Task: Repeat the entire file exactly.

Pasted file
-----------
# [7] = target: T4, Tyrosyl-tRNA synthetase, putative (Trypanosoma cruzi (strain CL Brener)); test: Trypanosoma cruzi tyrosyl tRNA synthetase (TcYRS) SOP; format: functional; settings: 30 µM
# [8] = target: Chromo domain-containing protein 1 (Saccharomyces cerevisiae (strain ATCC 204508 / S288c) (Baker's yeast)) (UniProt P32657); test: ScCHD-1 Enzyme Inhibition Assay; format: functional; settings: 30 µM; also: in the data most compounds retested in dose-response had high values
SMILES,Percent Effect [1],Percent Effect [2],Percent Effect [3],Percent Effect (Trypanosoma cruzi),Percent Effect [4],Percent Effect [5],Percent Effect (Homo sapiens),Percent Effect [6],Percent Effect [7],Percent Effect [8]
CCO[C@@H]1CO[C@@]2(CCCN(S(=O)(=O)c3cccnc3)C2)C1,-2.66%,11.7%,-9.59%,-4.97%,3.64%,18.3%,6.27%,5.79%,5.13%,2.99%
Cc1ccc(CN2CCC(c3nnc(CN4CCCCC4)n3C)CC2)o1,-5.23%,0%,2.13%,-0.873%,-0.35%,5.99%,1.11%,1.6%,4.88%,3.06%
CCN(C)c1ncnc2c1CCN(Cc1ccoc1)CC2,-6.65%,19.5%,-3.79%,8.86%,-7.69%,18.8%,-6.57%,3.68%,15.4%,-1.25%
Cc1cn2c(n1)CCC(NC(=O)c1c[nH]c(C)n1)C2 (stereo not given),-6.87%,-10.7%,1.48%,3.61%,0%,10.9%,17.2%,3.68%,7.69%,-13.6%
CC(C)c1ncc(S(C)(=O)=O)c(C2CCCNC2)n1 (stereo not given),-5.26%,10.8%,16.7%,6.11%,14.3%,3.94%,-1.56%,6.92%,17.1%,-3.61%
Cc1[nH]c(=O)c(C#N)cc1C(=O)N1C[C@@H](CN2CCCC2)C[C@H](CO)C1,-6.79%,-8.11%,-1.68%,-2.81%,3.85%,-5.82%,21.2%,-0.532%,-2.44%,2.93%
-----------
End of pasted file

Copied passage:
# [7] = target: T4, Tyrosyl-tRNA synthetase, putative (Trypanosoma cruzi (strain CL Brener)); test: Trypanosoma cruzi tyrosyl tRNA synthetase (TcYRS) SOP; format: functional; settings: 30 µM
# [8] = target: Chromo domain-containing protein 1 (Saccharomyces cerevisiae (strain ATCC 204508 / S288c) (Baker's yeast)) (UniProt P32657); test: ScCHD-1 Enzyme Inhibition Assay; format: functional; settings: 30 µM; also: in the data most compounds retested in dose-response had high values
SMILES,Percent Effect [1],Percent Effect [2],Percent Effect [3],Percent Effect (Trypanosoma cruzi),Percent Effect [4],Percent Effect [5],Percent Effect (Homo sapiens),Percent Effect [6],Percent Effect [7],Percent Effect [8]
CCO[C@@H]1CO[C@@]2(CCCN(S(=O)(=O)c3cccnc3)C2)C1,-2.66%,11.7%,-9.59%,-4.97%,3.64%,18.3%,6.27%,5.79%,5.13%,2.99%
Cc1ccc(CN2CCC(c3nnc(CN4CCCCC4)n3C)CC2)o1,-5.23%,0%,2.13%,-0.873%,-0.35%,5.99%,1.11%,1.6%,4.88%,3.06%
CCN(C)c1ncnc2c1CCN(Cc1ccoc1)CC2,-6.65%,19.5%,-3.79%,8.86%,-7.69%,18.8%,-6.57%,3.68%,15.4%,-1.25%
Cc1cn2c(n1)CCC(NC(=O)c1c[nH]c(C)n1)C2 (stereo not given),-6.87%,-10.7%,1.48%,3.61%,0%,10.9%,17.2%,3.68%,7.69%,-13.6%
CC(C)c1ncc(S(C)(=O)=O)c(C2CCCNC2)n1 (stereo not given),-5.26%,10.8%,16.7%,6.11%,14.3%,3.94%,-1.56%,6.92%,17.1%,-3.61%
Cc1[nH]c(=O)c(C#N)cc1C(=O)N1C[C@@H](CN2CCCC2)C[C@H](CO)C1,-6.79%,-8.11%,-1.68%,-2.81%,3.85%,-5.82%,21.2%,-0.532%,-2.44%,2.93%